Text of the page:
How many times have you had a conversation with someone, sat in a conference, or sat in a sermon, and you were given 3-5 magical keys to unlocking something: your happiness, the peace within, the path to the love of your life, better behavior for your kids or pets (or both)?
We are a fix-it nation, so I’m willing to bet my Friday night ice cream (double or nothing!) that every one of you have experienced what I’m talking about. I certainly have, many times over.
I’m reading “Searching for God Knows What” by Don Miller. He’s an unconventional Christ-follower in that, in his writings, he questions pretty much everything the modern church does. Yet, he seems to have a fairly deep relationship with God. (We could unpack that sentence to the nines, but I’m going to keep going).
The biggest take-away I have gleaned so far, is: “It seems if there were a formula to fix life, Jesus would have told us what it was.” That sentence-slash-truth stopped my reading; I had to let it marinate for a while. I thought, how true. I thought, then why does almost every pastor I know give me bullet point sermons? I thought, if we could realize this, on the whole, we’d be so much happier. Miller says he is. Miller said once he became “so happy I laugh all the time, even in my sleep.”
Because the thing about formulas, is they take us back to 7th grade math class. Where we had to show our work for problems 1-12. And if we didn’t go step-by-step, carrying every remainder or drawing every arrow, no matter how good and right the answer was, we would get points taken off. And we’d feel like a failure. And we’d want to quit math class because Who’s going to need this crap anyway?!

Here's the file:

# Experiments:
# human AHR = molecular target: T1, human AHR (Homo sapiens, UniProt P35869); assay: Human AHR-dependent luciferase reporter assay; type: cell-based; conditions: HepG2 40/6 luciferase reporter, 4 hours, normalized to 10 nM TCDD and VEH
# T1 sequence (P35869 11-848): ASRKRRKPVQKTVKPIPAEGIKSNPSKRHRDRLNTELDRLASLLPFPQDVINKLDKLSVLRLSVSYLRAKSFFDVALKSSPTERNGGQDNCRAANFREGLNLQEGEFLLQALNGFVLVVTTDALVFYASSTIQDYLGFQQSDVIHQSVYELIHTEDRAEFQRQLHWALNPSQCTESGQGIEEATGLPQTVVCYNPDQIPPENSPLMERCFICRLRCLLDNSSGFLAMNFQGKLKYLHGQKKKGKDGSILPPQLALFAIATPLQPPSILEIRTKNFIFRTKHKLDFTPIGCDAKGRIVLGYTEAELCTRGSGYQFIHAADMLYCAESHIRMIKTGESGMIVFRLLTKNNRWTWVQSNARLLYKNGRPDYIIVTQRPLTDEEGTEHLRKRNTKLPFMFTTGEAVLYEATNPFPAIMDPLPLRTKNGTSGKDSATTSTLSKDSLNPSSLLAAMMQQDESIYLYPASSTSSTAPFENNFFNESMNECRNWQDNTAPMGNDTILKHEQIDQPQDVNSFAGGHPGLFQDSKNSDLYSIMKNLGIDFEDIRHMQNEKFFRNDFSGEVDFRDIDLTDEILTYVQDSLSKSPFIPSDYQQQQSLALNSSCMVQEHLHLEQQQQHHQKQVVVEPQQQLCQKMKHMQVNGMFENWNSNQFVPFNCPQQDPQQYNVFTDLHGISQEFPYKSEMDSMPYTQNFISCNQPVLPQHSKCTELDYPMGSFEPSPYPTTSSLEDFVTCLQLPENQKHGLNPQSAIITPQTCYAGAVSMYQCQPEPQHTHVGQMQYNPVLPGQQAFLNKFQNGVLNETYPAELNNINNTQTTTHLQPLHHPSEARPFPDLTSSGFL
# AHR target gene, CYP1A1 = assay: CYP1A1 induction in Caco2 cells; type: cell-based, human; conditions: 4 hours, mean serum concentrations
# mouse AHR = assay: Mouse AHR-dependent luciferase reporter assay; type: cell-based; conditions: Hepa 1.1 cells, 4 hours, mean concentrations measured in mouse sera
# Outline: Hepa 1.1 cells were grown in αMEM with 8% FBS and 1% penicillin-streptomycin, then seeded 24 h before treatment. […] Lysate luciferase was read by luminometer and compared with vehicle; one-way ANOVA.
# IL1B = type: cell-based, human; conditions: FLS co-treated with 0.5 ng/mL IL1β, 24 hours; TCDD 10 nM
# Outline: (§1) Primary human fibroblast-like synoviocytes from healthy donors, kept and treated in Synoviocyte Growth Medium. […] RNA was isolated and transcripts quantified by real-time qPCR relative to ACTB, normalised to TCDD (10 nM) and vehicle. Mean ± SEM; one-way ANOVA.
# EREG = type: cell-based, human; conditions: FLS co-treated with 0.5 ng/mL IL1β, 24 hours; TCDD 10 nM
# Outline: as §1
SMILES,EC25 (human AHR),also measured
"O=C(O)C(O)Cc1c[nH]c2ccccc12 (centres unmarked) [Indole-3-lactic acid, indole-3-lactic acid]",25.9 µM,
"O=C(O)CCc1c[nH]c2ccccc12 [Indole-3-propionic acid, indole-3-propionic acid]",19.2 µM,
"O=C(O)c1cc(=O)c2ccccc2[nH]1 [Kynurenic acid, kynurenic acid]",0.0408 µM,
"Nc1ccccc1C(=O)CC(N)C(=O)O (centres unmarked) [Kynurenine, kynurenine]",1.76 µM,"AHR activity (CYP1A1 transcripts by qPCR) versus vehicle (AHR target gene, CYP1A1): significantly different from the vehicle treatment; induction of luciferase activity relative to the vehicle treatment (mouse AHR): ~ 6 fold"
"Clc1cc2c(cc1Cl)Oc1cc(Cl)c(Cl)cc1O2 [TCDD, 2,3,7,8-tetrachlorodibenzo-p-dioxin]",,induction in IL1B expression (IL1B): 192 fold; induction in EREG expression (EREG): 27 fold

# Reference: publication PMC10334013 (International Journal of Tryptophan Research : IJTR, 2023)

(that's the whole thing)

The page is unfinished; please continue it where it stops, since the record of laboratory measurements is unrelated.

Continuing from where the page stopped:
That’s what I think about bullet point Christianity, bullet point self-help, bullet point relational fix-its. Each of those elements can lead to a full life – being a Christ follower, self-improvement, relationship maturity – but given the fact that we are all imperfect humans living among other imperfect humans, there can’t be a one-size-fits-all road to success. If there were, entire sections of Barnes & Noble would be wiped out; an entire genre of public speaking would be kaput; some pastors would be completely out of work (unless they found a way around their bullet points).
I have given you my fair share of lists:
But I make sure to let you know that mine are ideas. They are not comprehensive and they are not meant to fix you. They are not the magic formula for your relationship with Christ or your marriage or your daughter or for yourself. They are ideas. The danger comes when I listen to pastors and self-appointed self-help gurus say, “There are four distinct points in here that will bring you closer to your joy,” or, “Do this, that, and the other, and your relationship with Christ will be overflowing.” I do think a relationship with Christ matters, but it’s a relationship, it’s not a rule book. And there are steps to pursuing our relational goals, absolutely. But to assume that there is one magical road that will bring you from A to B, from X to Y to a self-actualization of Z, is preposterous. Life is not a peanut butter and jelly sandwich. There is no clear how-to.
So what’s the answer? I haven’t a clue. But I do think that if we pay less attention to formulas for fixing ourselves and spend more time embracing the here-and-now we’d find more general day-to-day joy. Which seems to be my main point lately, so there you go 🙂